Emmaus Ministries Says Goodbye to Shirley Whaley
Catherine and Shirley

This interview is a continuation of a story in our most recent newsletter. To read the entire September newsletter, click on the image on the left side bar.

After over twelve years working at Emmaus Soup Kitchen, Shirley Whaley retired in August. Faithful and committed, Shirley cooked daily meals, coordinated schedules for others to come and prepare dinners, worked with countless volunteers, and above all, was a steadfast presence for soup kitchen guests. Sister Valerie, an Emmaus staff member, sat down with Shirley to ask her about her time working for Emmaus.

How did you begin working at Emmaus Soup Kitchen?
Shirley: I was working at the House of Healing, a transitional program for women coming out of incarceration, and that closed in spring 2011. Sister Mary called me between Thanksgiving and Christmas that year and said that she was looking for someone to come cook at the soup kitchen. I told her: “The job sounds perfect for me. I’ll take it.”

Who taught you how to cook?
I went to Reddy Kilowatt Cooking School when I was first grade. It was held at a hardware store at Warren County. I have been cooking from the time I was five years old. When I belonged to the fire department in Youngsville, PA, I worked for functions held there. The woman in charge had a massive heart attack and called to tell me I was in charge! Her husband brought all the recipe books to me, and so I taught myself to cook in large quantities.

In your opinion, what makes Emmaus unique?
Emmaus not only serves the poor, but its guests have a place that many call their home or their church. The guests feel like the staff and volunteers care about them.

Do you have a favorite recipe that you prepared at the soup kitchen?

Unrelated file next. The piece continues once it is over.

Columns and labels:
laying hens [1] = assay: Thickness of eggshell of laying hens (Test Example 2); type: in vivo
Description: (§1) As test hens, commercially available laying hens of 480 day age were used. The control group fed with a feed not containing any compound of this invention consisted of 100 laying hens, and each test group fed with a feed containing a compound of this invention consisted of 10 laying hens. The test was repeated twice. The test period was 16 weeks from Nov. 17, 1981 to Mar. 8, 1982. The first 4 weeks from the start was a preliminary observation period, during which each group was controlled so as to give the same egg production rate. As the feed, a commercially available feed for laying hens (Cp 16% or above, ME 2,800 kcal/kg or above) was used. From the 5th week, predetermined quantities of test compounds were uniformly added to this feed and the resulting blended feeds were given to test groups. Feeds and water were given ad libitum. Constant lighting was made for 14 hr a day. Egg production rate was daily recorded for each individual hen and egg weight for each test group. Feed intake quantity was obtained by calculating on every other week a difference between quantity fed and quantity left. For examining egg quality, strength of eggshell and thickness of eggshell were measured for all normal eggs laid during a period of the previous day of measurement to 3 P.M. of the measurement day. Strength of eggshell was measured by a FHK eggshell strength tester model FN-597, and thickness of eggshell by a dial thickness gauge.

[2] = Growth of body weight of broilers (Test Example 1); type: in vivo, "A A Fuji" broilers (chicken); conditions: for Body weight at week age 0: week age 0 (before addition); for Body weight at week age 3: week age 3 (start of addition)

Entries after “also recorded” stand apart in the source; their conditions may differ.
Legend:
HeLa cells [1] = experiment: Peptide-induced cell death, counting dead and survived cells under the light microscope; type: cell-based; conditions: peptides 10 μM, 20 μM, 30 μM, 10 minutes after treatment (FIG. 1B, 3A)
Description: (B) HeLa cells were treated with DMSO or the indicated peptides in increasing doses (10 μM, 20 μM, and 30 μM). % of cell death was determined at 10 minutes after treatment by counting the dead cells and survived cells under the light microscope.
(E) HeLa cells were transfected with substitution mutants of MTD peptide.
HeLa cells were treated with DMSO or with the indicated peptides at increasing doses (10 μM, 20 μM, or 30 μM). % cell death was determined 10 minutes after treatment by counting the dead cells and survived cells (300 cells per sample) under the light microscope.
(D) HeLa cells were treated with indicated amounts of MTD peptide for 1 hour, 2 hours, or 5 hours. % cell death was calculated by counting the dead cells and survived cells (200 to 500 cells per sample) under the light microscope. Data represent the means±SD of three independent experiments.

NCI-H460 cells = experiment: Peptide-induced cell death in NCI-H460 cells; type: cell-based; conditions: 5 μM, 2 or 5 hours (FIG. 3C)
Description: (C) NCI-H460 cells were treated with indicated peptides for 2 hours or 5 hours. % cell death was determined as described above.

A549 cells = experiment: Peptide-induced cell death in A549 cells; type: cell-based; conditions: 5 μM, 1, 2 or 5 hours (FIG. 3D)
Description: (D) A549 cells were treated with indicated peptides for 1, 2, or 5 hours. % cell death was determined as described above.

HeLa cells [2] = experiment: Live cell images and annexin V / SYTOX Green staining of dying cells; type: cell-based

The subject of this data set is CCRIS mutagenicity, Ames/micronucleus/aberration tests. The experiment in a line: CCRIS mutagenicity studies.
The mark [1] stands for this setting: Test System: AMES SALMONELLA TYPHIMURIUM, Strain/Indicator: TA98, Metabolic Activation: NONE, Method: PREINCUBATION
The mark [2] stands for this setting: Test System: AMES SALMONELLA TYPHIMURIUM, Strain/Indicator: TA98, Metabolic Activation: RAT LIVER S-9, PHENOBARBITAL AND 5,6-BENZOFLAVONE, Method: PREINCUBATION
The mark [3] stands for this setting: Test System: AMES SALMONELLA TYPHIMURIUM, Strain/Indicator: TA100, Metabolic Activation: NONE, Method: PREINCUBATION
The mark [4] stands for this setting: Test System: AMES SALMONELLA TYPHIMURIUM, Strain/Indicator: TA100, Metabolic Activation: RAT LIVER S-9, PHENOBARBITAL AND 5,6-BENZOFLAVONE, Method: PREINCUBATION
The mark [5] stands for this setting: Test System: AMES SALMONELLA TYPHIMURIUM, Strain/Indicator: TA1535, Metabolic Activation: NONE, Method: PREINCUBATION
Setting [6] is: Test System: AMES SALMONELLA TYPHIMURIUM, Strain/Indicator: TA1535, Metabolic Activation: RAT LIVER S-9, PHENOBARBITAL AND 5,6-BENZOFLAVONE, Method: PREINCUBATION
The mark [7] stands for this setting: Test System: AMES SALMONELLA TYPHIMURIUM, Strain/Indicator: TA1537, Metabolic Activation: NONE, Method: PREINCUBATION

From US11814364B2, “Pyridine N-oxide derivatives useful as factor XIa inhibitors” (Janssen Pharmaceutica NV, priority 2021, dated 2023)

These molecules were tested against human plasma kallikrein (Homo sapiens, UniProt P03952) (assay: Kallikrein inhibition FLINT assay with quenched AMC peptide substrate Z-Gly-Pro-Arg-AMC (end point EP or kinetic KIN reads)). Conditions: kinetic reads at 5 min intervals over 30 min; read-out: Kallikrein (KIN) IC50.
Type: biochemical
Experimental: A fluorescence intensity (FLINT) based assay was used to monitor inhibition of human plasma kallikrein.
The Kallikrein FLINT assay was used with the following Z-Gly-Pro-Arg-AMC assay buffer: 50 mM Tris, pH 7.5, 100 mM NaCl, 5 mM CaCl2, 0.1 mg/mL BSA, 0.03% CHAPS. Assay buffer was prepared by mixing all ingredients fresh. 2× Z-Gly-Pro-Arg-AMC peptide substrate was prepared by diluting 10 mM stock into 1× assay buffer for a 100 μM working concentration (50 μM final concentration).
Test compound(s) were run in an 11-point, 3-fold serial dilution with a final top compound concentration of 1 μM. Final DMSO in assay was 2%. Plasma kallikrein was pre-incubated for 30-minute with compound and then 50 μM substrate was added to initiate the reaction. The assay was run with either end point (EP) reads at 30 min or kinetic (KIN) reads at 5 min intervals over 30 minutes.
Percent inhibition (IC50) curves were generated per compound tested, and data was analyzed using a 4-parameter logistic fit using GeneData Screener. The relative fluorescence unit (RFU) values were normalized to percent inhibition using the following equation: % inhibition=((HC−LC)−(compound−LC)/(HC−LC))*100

There wasn’t one favorite, but I always liked to make soup and casseroles. I can add lots of different ingredients, and then I don’t waste food.

What has been the most meaningful part of this work?
I have always enjoyed giving back to my community, and I have always felt like the work I have done with the Benedictine Sisters has fulfilled that.

Can you tell me about a guest who holds a special place for you?
There was a man named Art, and he lived over on 10th Street. He used to come to the soup kitchen every day, no matter the weather: rain, sleet, snow, hail, sunshine. But, it would take him over an hour to walk a block and a half over here. One winter I couldn’t stand leaving here seeing him walking home, so I would give him a ride. We became friends.

What was the most challenging part of your role?
It requires a lot of coordination because of the number of volunteers that it takes to operate the soup kitchen, but at the same time, that is one of my favorite parts: getting to know and work with all the volunteers.

Do you have any plans for your retirement?
I look forward to being able to help out at home with my great grandsons and help my parents relocate from Florida to Pennsylvania. I will also enjoy reading and gardening.

Photo caption: Catherine Simon, Emmaus Food Pantry and Soup Kitchen Coordinator, with Shirley Whaley, retiring Soup Kitchen Coordinator and cook